Complex??? That's a vast understatement...a lot to the man both in his music and in his personal makeup. He was driven by many different "fears". He was also a real set of contradictions......books could be written on the many different sides to the fellow (and they have!!!) Having seen him up close for many years he is both simple and complex at the same time. I'd suggest that many of these discussions center upon expectations that if you are a "founder" of a music.....the "greatest" mandolin player of all time...a muscial wunderkin etc that you must be beyond the typical human......he wasn't.....he put his pants on the same the rest of us do. Don't put a deity status on him and then get disappointed because parts of him don't measure up to that standard.

    I just listen to his music. I like and dislike some of it. I have fond memories of him and some memories of being intimidated out my gourd by him. I am honored to have known him.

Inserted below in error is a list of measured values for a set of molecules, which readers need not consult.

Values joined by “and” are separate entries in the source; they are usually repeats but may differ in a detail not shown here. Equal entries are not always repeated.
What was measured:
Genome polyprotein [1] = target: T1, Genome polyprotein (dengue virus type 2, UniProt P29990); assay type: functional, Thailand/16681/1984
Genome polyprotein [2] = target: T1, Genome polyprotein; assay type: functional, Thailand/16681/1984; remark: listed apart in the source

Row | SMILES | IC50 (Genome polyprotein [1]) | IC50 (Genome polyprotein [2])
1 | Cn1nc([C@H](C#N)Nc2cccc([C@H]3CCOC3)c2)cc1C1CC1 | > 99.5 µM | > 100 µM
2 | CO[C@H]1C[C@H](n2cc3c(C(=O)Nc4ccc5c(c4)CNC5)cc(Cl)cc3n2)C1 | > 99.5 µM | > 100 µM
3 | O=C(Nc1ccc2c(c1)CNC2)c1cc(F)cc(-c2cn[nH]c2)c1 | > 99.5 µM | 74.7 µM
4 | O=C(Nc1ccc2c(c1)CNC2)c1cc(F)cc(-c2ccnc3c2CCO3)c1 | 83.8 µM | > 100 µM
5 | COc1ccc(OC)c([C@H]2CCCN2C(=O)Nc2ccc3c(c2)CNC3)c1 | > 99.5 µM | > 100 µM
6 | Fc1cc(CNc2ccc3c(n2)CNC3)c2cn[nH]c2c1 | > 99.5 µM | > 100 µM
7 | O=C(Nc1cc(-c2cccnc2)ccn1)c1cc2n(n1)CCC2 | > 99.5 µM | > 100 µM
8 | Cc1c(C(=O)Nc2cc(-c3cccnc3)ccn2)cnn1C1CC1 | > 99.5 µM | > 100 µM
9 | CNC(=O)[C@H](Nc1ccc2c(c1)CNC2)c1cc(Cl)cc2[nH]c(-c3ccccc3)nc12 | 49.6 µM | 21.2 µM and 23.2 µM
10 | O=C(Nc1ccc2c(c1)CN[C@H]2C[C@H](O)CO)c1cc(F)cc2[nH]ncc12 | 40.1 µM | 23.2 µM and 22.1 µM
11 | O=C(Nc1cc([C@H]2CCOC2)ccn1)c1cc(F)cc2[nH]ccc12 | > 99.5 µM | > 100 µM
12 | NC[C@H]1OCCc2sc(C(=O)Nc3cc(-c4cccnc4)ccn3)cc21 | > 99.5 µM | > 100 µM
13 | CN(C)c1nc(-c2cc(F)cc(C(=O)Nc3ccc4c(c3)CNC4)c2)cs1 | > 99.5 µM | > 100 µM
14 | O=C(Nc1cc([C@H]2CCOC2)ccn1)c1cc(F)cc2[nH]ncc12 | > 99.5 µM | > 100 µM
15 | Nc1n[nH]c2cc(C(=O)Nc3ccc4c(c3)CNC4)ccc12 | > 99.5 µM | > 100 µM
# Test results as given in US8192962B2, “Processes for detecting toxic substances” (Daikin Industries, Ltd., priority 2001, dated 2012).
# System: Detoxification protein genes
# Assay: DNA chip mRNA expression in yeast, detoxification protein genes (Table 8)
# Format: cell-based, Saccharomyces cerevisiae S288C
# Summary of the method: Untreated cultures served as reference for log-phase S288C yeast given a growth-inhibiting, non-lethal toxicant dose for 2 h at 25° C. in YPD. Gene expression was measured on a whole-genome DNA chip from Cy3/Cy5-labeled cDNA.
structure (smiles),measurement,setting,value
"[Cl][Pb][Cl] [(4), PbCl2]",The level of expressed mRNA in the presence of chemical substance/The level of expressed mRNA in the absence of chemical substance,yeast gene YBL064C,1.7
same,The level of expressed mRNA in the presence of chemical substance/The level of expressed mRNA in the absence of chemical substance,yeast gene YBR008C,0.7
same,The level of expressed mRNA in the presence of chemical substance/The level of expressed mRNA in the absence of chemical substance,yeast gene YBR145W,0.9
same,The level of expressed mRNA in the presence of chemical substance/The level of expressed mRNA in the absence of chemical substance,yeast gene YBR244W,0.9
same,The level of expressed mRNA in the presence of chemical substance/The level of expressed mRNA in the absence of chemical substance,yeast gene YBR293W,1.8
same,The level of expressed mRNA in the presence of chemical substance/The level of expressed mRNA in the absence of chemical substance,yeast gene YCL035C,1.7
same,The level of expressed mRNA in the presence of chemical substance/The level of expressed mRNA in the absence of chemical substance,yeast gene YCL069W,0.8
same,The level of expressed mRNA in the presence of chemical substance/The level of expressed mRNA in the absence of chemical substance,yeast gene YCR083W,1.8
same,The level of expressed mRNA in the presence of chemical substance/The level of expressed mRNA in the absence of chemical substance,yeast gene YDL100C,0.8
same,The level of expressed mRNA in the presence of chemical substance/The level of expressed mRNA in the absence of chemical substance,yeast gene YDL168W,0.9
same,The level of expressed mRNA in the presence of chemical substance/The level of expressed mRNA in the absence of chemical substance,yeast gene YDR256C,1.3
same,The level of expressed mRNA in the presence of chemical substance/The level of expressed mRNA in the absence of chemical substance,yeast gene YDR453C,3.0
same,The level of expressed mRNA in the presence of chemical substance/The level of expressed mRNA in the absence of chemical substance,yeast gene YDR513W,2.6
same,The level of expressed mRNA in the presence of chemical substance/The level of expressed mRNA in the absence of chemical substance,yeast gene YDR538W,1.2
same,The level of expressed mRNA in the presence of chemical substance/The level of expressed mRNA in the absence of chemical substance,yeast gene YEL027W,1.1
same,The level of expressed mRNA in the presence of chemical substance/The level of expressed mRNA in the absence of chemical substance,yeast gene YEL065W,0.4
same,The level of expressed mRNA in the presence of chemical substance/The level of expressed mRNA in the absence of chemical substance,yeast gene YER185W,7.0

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    Default Re: Bill Monroe Question

    I don't think it has ever been possible to become a successfull innovator about whom several books are written, without torking off a few people. I liken Bill Monroe to Frank Lloyd Wright.

    What an honor, to be controversial and both loved and hated, long after you have passed on. Its a worthy goal.
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  24. #24

    Default Re: Bill Monroe Question

    The first recordings of his that I heard were his 30's Bluebird sides with brother Charlie. It was (and still is) some of the smoothest, sweetest and most curiously exciting instrumental and vocal music I had ever heard.